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Teaching Kids to Eat: Using Baby Led Weaning & Motor Learning Theory

Date and Time: Sun, November 5, 2017, 8:30 AM – 4:30 PM PST

Location - Abbott & Burkhart Therapy


Are your clients and families struggling with the transition from breast or bottle feeding to eating solids? Working with clients stuck on purees, unable to move on to harder chewables? Concerned about chocking and how to help your clients progress in a safer manner? This 7-hour class for occupational therapists will introduce the clinician to the current research and recommendations regarding solid food feeding and learning to chew. The class will focus on traditional and alternative methods of introducing solids, as well as the reasoning behind choosing one approach over another. By applying principles of sensory and oral motor development as well as motor learning theory, clinicians will develop a strong understanding of safe, yet effective solid food introduction in both typical and atypical populations for enhanced therapy outcomes.

The Neurobiology of Swallowing & Dysphagia

Date and Time

Fri, Nov 3, 2017, 8:00 AM – Sat, Nov 4, 2017, 3:30 PM PDT

Location - Abbott & Burkhart Therapy

Working towards your advanced practice (SWC)? This is the perfect foundational course to start your training. Seasoned dysphagia clinician looking for clarity? Although the perfect challenge for beginners, this course will deepen your understanding of the physiologic foundations of feeding and swallowing and take your treatment to a new level. This two-day workshop provides an in-depth exploration of the biomechanical, neurological, and sensory components of normal and abnormal swallowing. Participants will walk away with increased understanding of the neuromuscular control of swallow physiology, and be able to confidently apply this knowledge to day-to-day practice. Through lecture, modified barium swallow study videos, case studies focused on signs/symptoms, dysfunctions, and impairments, and interactive activities, course participants will acquire the knowledge to assertively address the complex occupation of feeding.

When Are Orthoses Appropriate?

Children of various medical backgrounds and history may be appropriate candidates for orthotic devices. Many varieties are available based on necessity and presentation of the child. The most common types seen with children are supramalleolar orthosis (SMO) or dynamic ankle foot orthosis (DAFO). Both are designed to fit into a shoe. The SMO comes up just over the anklebone. The DAFO may vary in design but usually comes up over the calf with a Velcro strap that wraps around the lower leg. They are not meant to “hold” the foot in a proper position but rather more flexible models use compression to enhance proprioception, engaging more ankle strategies used in balance and locomotion.  

Arches in the feet are flat in a baby and toddler.  Studies are inconclusive in comparison as to what average age the arch matures. Some report 4-5 years old, however another states 6-7 years old or even as old as 10 or 11. Arch appearance alone may not indicate if an orthosis is necessary. Poor alignment may justify orthoses. Poor alignment moves from the feet, to the ankles, to the knees, to the hips, etc.  Children may often present with clumsiness or frequent loss of balance. Physical characteristics will vary from mild to very involved.  First note the position of the ankle. The ankle may roll inward and the knees may drop in and possibly touch. The Achilles tendon should appear straight up and down, without slanting. Toes work to gain feedback for balance with intermittent gripping. Excessive or nonexistent toe gripping is not present in a normally aligned foot. In addition toes should be straight and not drift outward. Asymmetry in the feet, ankles, or legs, especially muscle girth, is also an indicator.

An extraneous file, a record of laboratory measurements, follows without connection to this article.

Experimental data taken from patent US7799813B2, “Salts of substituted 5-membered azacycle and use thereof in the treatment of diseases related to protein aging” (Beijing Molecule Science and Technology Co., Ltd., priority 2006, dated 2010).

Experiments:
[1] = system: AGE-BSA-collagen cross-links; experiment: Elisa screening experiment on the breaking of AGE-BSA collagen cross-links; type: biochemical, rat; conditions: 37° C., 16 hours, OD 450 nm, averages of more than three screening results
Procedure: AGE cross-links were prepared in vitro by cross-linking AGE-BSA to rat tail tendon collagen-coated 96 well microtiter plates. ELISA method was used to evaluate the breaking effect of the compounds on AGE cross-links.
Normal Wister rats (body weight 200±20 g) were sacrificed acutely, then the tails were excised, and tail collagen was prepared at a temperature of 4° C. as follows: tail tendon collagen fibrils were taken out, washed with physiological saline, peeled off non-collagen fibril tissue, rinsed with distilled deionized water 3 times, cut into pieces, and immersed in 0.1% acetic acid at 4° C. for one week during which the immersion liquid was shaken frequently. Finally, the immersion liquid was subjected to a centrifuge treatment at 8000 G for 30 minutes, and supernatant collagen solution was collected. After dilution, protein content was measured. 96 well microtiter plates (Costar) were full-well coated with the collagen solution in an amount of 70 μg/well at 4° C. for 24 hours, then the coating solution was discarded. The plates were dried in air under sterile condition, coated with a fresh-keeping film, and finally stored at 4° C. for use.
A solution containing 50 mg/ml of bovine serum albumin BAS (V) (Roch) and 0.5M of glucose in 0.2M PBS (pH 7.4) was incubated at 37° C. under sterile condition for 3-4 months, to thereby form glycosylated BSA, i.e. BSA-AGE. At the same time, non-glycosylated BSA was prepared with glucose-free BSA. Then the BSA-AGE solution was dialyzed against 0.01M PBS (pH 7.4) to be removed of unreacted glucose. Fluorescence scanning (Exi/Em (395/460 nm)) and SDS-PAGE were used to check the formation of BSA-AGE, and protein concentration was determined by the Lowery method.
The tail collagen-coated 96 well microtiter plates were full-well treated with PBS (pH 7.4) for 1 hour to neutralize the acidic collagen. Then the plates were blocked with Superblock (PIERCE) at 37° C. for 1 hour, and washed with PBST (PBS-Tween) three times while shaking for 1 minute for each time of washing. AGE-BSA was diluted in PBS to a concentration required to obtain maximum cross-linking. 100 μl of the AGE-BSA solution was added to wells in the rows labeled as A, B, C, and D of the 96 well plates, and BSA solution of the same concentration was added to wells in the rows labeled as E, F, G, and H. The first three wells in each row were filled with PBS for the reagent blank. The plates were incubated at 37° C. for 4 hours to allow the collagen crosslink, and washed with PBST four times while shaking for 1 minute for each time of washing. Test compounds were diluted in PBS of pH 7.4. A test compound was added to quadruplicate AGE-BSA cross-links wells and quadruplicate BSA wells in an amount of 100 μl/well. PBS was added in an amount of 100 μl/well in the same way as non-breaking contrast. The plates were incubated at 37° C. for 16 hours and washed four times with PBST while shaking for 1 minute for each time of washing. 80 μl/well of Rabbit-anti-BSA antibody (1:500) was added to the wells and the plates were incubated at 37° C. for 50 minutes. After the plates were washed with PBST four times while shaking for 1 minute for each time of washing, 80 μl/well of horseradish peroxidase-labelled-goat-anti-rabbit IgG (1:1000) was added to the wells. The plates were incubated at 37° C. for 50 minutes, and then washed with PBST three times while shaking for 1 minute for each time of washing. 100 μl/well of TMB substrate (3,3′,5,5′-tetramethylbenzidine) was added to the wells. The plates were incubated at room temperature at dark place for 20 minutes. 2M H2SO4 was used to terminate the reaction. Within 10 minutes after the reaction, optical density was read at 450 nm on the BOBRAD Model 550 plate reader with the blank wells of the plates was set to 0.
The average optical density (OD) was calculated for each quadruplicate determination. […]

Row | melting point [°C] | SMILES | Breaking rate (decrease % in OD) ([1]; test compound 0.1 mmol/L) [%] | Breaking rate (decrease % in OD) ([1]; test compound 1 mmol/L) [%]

Orthoses can be appropriate prior to walking. One study found significant improvements in crawling, kneeling, standing, walking/running, and jumping skills. The orthoses help to create a stable base of support. For children with low muscle tone, the earlier they begin wearing orthoses, the better. For those children with high muscle tone, their functional abilities are indicative of when orthoses would be appropriate. They may have a range of motion issue and the orthoses can help promote maintaining that range. One study found just a small amount of support of the foot improved stride length and early use promoted better gait quality and skill emergence in children with Down Syndrome. Another study using a similar population found overall improvements in postural stability as well as improvement in less complex skills over a long duration.

Michelle Maynard, DPT   References:
  1. Bjornson KF, Schmale GA, Adamczyk-Foster A, McLaughlin J. The Effect of Dynamic Ankle Foot Orthoses on Function in Children with Cerebral Palsy Journal of Pediatric Orthotics 26:6 773-776 (2006)
  2. George D and Elchert L. The Influence of Foot Orthoses on the Function of a child with Developmental Delay Pediatric Physical Therapy 19:322-336 (2007).
  3. Cooper FE, Ulrich DA. The Effects of Foot Orthoses on Gait in New Walkers with Down Syndrome Pediatric Physical Therapy 18:1 96-97 (2006).
  4. Martin K. Effects of Supramalleolar Orthoses on Postural Stability in Children with Down Syndrome Developmental Medicine and Child Neurology 46:406-411 (2004).
  5. Striker RS. Arch Development in Children: When are Orthotics Necessary? 8/11/11.
  6. Onodera AN, Sacco K, Morioka EH, Souza PS, de Sa MR, Amadio AC. What is Best Method for Child Longitundinal  Plantar Arch Assessment and When Does Arch Maturation Occur?  Foot 2008 Sept. 18(3):142-9. Epub 2008 May 19.
  7. Interview with Robert Chacon, Anacapa Orthotics and Prosthetics. July 2011.